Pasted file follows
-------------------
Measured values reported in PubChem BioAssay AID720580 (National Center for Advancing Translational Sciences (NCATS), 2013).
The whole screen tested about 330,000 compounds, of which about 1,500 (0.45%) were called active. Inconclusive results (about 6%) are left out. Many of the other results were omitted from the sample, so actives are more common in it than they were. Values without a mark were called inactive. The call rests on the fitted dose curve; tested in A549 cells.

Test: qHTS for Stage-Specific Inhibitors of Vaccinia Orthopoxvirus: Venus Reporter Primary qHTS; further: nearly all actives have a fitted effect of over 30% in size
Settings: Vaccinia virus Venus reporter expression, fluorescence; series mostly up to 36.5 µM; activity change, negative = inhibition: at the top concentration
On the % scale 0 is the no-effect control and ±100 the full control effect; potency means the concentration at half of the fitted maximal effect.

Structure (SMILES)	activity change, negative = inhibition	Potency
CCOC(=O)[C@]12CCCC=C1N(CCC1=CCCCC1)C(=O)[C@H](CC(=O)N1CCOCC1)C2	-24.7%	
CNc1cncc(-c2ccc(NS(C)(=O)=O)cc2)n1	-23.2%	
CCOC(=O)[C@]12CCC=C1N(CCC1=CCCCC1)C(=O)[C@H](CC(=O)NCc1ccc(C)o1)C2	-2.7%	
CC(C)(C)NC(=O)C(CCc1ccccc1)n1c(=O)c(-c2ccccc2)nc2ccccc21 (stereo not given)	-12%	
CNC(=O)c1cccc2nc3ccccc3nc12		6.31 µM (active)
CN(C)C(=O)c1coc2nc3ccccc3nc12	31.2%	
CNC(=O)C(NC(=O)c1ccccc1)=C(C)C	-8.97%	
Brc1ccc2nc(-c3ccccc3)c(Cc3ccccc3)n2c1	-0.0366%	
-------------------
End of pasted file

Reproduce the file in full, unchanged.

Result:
Measured values reported in PubChem BioAssay AID720580 (National Center for Advancing Translational Sciences (NCATS), 2013).
The whole screen tested about 330,000 compounds, of which about 1,500 (0.45%) were called active. Inconclusive results (about 6%) are left out. Many of the other results were omitted from the sample, so actives are more common in it than they were. Values without a mark were called inactive. The call rests on the fitted dose curve; tested in A549 cells.

Test: qHTS for Stage-Specific Inhibitors of Vaccinia Orthopoxvirus: Venus Reporter Primary qHTS; further: nearly all actives have a fitted effect of over 30% in size
Settings: Vaccinia virus Venus reporter expression, fluorescence; series mostly up to 36.5 µM; activity change, negative = inhibition: at the top concentration
On the % scale 0 is the no-effect control and ±100 the full control effect; potency means the concentration at half of the fitted maximal effect.

Structure (SMILES)	activity change, negative = inhibition	Potency
CCOC(=O)[C@]12CCCC=C1N(CCC1=CCCCC1)C(=O)[C@H](CC(=O)N1CCOCC1)C2	-24.7%	
CNc1cncc(-c2ccc(NS(C)(=O)=O)cc2)n1	-23.2%	
CCOC(=O)[C@]12CCC=C1N(CCC1=CCCCC1)C(=O)[C@H](CC(=O)NCc1ccc(C)o1)C2	-2.7%	
CC(C)(C)NC(=O)C(CCc1ccccc1)n1c(=O)c(-c2ccccc2)nc2ccccc21 (stereo not given)	-12%	
CNC(=O)c1cccc2nc3ccccc3nc12		6.31 µM (active)
CN(C)C(=O)c1coc2nc3ccccc3nc12	31.2%	
CNC(=O)C(NC(=O)c1ccccc1)=C(C)C	-8.97%	
Brc1ccc2nc(-c3ccccc3)c(Cc3ccccc3)n2c1	-0.0366%	